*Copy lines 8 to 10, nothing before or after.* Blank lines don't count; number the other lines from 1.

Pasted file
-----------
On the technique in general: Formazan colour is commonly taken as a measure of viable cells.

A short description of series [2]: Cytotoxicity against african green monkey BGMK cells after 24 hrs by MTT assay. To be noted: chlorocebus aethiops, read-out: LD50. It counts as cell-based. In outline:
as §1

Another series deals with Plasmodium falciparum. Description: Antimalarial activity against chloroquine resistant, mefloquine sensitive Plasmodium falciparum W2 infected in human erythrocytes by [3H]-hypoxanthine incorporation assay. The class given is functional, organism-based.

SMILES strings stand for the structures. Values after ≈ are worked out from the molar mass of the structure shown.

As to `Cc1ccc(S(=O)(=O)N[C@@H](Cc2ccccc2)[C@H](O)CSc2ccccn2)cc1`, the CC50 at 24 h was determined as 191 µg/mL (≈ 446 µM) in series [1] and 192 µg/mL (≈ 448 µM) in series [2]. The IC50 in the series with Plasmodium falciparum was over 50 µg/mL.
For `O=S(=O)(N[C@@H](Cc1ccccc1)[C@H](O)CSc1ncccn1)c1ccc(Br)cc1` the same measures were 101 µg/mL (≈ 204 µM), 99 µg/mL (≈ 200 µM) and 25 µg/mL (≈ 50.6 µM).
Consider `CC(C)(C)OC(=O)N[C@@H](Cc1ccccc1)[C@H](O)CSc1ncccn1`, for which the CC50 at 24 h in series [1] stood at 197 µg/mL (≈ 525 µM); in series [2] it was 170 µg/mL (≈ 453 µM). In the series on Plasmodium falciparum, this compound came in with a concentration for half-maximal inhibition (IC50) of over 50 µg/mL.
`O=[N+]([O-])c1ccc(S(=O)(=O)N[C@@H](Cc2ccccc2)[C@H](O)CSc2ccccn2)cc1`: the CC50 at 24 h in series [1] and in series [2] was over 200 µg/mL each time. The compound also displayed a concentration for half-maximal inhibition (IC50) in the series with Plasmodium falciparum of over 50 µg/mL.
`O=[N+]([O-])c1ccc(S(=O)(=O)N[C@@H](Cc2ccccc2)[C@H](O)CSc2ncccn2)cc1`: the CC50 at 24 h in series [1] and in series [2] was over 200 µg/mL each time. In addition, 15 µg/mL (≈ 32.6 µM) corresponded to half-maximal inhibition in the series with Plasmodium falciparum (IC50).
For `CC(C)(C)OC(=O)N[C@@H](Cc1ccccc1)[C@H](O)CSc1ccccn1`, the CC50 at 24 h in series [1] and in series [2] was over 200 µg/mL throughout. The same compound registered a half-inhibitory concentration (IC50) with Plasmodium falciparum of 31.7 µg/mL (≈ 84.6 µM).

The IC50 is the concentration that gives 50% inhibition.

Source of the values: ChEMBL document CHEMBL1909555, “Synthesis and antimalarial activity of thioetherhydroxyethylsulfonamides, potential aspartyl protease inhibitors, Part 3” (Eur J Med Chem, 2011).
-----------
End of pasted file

Consider `CC(C)(C)OC(=O)N[C@@H](Cc1ccccc1)[C@H](O)CSc1ncccn1`, for which the CC50 at 24 h in series [1] stood at 197 µg/mL (≈ 525 µM); in series [2] it was 170 µg/mL (≈ 453 µM). In the series on Plasmodium falciparum, this compound came in with a concentration for half-maximal inhibition (IC50) of over 50 µg/mL.
`O=[N+]([O-])c1ccc(S(=O)(=O)N[C@@H](Cc2ccccc2)[C@H](O)CSc2ccccn2)cc1`: the CC50 at 24 h in series [1] and in series [2] was over 200 µg/mL each time. The compound also displayed a concentration for half-maximal inhibition (IC50) in the series with Plasmodium falciparum of over 50 µg/mL.
`O=[N+]([O-])c1ccc(S(=O)(=O)N[C@@H](Cc2ccccc2)[C@H](O)CSc2ncccn2)cc1`: the CC50 at 24 h in series [1] and in series [2] was over 200 µg/mL each time. In addition, 15 µg/mL (≈ 32.6 µM) corresponded to half-maximal inhibition in the series with Plasmodium falciparum (IC50).